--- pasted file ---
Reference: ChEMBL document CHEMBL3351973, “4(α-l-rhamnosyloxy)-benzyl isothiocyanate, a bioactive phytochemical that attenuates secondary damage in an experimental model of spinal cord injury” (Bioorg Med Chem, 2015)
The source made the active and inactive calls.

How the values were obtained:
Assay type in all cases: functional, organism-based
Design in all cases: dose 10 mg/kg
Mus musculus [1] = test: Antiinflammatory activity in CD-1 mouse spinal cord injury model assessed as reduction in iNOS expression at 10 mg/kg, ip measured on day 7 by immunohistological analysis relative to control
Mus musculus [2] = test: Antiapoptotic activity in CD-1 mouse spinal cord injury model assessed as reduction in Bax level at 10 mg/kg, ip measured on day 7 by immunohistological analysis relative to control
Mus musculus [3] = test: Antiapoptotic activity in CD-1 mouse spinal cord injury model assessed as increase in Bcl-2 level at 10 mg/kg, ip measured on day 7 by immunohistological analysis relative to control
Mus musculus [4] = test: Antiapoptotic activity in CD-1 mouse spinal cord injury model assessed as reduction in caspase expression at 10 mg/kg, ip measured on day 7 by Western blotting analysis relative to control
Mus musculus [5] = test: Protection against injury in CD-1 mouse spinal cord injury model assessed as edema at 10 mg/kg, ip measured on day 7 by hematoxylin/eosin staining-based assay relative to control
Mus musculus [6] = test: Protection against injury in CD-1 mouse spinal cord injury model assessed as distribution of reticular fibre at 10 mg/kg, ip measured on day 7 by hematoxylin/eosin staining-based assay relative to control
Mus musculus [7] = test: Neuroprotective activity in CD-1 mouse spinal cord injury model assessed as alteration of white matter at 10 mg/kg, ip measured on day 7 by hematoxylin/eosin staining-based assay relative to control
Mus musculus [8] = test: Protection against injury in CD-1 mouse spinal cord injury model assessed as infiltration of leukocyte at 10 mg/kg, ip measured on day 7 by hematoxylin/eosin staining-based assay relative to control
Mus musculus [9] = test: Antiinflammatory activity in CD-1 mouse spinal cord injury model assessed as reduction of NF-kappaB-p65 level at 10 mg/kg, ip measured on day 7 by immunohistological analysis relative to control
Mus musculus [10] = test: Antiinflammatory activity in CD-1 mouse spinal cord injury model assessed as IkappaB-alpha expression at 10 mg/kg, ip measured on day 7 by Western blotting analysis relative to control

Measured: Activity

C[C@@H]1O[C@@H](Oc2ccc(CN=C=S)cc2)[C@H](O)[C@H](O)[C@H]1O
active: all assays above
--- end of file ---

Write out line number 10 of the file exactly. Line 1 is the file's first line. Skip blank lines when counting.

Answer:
Mus musculus [5] = test: Protection against injury in CD-1 mouse spinal cord injury model assessed as edema at 10 mg/kg, ip measured on day 7 by hematoxylin/eosin staining-based assay relative to control